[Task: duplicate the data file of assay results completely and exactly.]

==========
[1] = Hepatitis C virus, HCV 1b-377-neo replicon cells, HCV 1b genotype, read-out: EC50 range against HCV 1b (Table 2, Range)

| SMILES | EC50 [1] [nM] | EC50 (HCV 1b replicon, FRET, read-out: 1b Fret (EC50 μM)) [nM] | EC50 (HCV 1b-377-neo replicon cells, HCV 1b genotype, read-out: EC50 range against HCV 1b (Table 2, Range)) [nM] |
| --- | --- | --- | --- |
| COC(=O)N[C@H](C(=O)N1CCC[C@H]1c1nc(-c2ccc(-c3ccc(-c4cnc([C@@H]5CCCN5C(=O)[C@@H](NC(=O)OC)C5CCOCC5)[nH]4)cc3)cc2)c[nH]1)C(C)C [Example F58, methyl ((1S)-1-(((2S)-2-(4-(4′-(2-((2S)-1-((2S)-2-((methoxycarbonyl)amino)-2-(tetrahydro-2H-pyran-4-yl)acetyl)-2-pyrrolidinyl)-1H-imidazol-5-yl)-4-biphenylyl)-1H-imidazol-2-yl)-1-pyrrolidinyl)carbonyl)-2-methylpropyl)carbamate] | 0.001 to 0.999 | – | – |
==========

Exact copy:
[1] = Hepatitis C virus, HCV 1b-377-neo replicon cells, HCV 1b genotype, read-out: EC50 range against HCV 1b (Table 2, Range)

| SMILES | EC50 [1] [nM] | EC50 (HCV 1b replicon, FRET, read-out: 1b Fret (EC50 μM)) [nM] | EC50 (HCV 1b-377-neo replicon cells, HCV 1b genotype, read-out: EC50 range against HCV 1b (Table 2, Range)) [nM] |
| --- | --- | --- | --- |
| COC(=O)N[C@H](C(=O)N1CCC[C@H]1c1nc(-c2ccc(-c3ccc(-c4cnc([C@@H]5CCCN5C(=O)[C@@H](NC(=O)OC)C5CCOCC5)[nH]4)cc3)cc2)c[nH]1)C(C)C [Example F58, methyl ((1S)-1-(((2S)-2-(4-(4′-(2-((2S)-1-((2S)-2-((methoxycarbonyl)amino)-2-(tetrahydro-2H-pyran-4-yl)acetyl)-2-pyrrolidinyl)-1H-imidazol-5-yl)-4-biphenylyl)-1H-imidazol-2-yl)-1-pyrrolidinyl)carbonyl)-2-methylpropyl)carbamate] | 0.001 to 0.999 | – | – |